2. Antiochus Epiphanes
Antiochus IV, son of Antiochus the Great, became the successor of his brother, Seleucus IV, who had been murdered by his minister, Heliodorus, as king of Syria (175-164 bc). He was by nature a despot; eccentric and unreliable; sometimes a spendthrift in his liberality, fraternizing in an affected manner with those of lower station; sometimes cruel and tyrannical, as witness his aggressions against Judea. Polybius (26 10) tells us that his eccentric ideas caused some to speak of him as a man of pure motive and humble character, while others hinted at insanity. The epithet Epiphanes is an abbreviation of theós epīphanḗs, which is the designation given himself by Antiochus on his coins, and means “the god who appears or reveals himself.” Egyptian writers translate the inscription, “God which comes forth,” namely, like the burning sun, Horos, on the horizon, thus identifying the king with the triumphal, appearing god. When Antiochus Epiphanes arose to the throne, Onias III, as high priest, was the leader of the old orthodox party in Judea; the head of the Hellenists was his own brother Jesus, or, as he preferred to designate himself, Jason, this being the Greek form of his name and indicating the trend of his mind. Jason promised the king large sums of money for the transfer of the office of high priest from his brother to himself and the privilege of erecting a gymnasium and a temple to Phallus, and for the granting of the privilege “to enroll the inhabitants of Jerusalem as citizens of Antioch.” Antiochus gladly agreed to everything. Onias was removed, Jason became high priest, and henceforth the process of Hellenizing Judea was pushed energetically. The Jewish cult was not attacked, but the “legal institutions were set aside, and illegal practices were introduced” (2 Macc 4:11). A gymnasium was erected outside the castle; the youth of Jerusalem exercised themselves in the gymnastic art of the Greeks, and even priests left their services at the altar to take part in the contest of the palaestra. The disregard of Jewish custom went so far that many artificially removed the traces of circumcision from their bodies, and with characteristic liberality, Jason even sent a contribution to the sacrifices in honor of Heracles on the occasion of the quadrennial festivities in Tyre.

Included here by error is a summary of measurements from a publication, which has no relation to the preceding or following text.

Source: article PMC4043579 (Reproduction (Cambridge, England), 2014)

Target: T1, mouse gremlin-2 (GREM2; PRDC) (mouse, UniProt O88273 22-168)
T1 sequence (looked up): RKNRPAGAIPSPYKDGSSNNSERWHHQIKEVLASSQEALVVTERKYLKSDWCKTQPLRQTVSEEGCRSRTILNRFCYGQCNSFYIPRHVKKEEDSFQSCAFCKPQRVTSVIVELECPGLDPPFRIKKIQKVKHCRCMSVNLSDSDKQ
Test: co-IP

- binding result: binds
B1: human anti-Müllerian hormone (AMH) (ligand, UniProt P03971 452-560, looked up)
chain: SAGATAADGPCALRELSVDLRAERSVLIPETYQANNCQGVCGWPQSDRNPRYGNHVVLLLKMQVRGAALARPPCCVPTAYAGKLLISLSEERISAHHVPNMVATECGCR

3. The Suppression of the Jewish Cult
Under these conditions it is not surprising that Antiochus should have had both the inclination and the courage to undertake the total eradication of the Jewish religion and the establishment of Greek polytheism in its stead. The observance of all Jewish laws, especially those relating to the Sabbath and to circumcision, were forbidden under pain of death. The Jewish cult was set aside, and in all cities of Judea, sacrifices must be brought to the pagan deities. Representatives of the crown everywhere enforced the edict. Once a month a search was instituted, and whoever had secreted a copy of the Law or had observed the rite of circumcision was condemned to death. In Jerusalem on the 15th of Chislev of the year 145 aet Sel, i.e. in December 168 bc, a pagan altar was built on the Great Altar of Burnt Sacrifices, and on the 25th of Chislev, sacrifice was brought on this altar for the first time (1 Macc 1:54, 59). This evidently was the “abomination of desolation.” The sacrifice, according to 2 Macc was brought to the Olympian Zeus, to whom the temple of Jerusalem had been dedicated. At the feast of Dionysus, the Jews were obliged to march in the Bacchanalian procession, crowned with laurel leaves. Christ applies the phrase to what was to take place at the advance of the Romans against Jerusalem. They who would behold the “abomination of desolation” standing in the holy place, He bids flee to the mountains, which probably refers to the advance of the Roman army into the city and temple, carrying standards which bore images of the Roman gods and were the objects of pagan worship.